Including a .gitignore file in your Xcode project helps to keep your git repository clean and your commits effective.

Git is the default version control system, seamless integrated into Xcode since Xcode 4. So it is quite easy to develop your iOS projects under git version control. I use the free Git GUI client SourceTree from Atlassian to get a good overview over commits, branches & file status. But, but to keep the repository clean and the commits focused on real code changes, I always use a .gitignore file. This .gitignore file is also included to the git repository as it ensures that The mechanism is easy it tells git which files to ignore đŸ™‚ The difficult part is to decide, which files should be ignored by git.

In Xcode 6 Apple did a pretty good job to clean up the project folder an only keep files which are relevant. They already excluded two file patterns from git by adding them to the .git/info/excludes file in your project directory. This file normally looks like this:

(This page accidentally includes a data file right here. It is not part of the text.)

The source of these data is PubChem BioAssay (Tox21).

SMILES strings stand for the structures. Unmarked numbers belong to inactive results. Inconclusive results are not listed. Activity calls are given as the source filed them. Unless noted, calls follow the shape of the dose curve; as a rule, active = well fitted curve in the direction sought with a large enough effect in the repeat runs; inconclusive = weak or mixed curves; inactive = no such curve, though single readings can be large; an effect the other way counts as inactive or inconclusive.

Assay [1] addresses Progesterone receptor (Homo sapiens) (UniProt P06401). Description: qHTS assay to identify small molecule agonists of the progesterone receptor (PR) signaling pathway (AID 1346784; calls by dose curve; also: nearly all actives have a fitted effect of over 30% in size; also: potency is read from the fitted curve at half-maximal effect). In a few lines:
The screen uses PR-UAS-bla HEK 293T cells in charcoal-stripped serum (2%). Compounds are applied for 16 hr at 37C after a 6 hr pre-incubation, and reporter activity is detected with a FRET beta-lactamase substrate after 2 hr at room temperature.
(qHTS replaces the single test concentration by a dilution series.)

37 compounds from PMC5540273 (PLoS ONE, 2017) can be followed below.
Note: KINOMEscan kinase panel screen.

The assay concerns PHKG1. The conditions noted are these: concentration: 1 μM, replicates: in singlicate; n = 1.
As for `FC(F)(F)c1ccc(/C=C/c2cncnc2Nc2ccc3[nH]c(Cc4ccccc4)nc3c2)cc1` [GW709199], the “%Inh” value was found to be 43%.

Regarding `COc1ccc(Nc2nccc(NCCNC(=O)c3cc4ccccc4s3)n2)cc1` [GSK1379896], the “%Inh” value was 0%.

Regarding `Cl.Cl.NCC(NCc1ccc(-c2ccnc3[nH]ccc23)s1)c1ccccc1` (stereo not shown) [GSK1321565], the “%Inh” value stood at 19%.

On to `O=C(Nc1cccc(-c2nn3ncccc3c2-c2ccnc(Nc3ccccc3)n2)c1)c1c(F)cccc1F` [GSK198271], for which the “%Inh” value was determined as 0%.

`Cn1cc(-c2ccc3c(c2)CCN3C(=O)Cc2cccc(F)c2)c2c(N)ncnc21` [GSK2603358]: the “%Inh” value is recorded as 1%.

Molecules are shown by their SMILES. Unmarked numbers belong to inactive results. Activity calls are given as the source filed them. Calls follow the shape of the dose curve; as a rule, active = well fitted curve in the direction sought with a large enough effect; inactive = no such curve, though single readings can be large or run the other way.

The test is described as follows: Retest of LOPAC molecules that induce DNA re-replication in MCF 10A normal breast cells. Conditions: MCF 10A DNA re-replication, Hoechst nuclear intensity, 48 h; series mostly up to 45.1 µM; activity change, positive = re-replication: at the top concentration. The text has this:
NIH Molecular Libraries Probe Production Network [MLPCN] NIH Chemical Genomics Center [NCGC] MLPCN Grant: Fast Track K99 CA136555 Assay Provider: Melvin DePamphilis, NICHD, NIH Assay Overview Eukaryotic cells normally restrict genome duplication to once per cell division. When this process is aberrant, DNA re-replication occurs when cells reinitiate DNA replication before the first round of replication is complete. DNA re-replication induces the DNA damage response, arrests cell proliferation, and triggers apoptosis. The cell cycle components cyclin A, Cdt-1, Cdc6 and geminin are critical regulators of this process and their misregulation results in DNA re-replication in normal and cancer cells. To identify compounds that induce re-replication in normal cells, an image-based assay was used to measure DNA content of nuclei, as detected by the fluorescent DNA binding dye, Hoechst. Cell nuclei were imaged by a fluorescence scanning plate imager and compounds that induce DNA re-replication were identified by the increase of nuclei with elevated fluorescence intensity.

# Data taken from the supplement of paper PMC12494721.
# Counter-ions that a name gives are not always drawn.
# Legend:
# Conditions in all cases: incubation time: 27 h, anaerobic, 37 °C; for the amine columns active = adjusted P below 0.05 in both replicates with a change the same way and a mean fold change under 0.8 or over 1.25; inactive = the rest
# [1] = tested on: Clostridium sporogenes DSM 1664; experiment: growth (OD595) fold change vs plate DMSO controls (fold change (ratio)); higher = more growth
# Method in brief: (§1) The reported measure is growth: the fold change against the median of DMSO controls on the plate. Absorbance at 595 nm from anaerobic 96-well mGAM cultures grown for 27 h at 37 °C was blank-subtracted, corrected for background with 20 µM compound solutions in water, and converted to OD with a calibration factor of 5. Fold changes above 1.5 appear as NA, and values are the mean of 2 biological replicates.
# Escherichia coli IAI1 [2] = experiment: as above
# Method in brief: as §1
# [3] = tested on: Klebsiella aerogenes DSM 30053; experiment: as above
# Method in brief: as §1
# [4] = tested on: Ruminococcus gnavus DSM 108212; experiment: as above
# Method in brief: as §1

So, my personal .gitignore file is quite small these days (see old posting with .gitignore for Xcode 4) and only excludes one type of files:

  • xcuserdata … which ignores my personal Xcode user settings

Changes in those files / directories should not be tracked or shared with team members, as this would clutter the git repository. But thats my opinion … there may be others :-). Like some of you also add *.xccheckout … but I only stick with the files which really trouble me and my team.

If you committed to the git repository before you added this .gitignore file you need to delete the excluded files manually from your git repository, to ensure, that they are not tracked anymore. To delete them from git, just do the following and everything should be fine:

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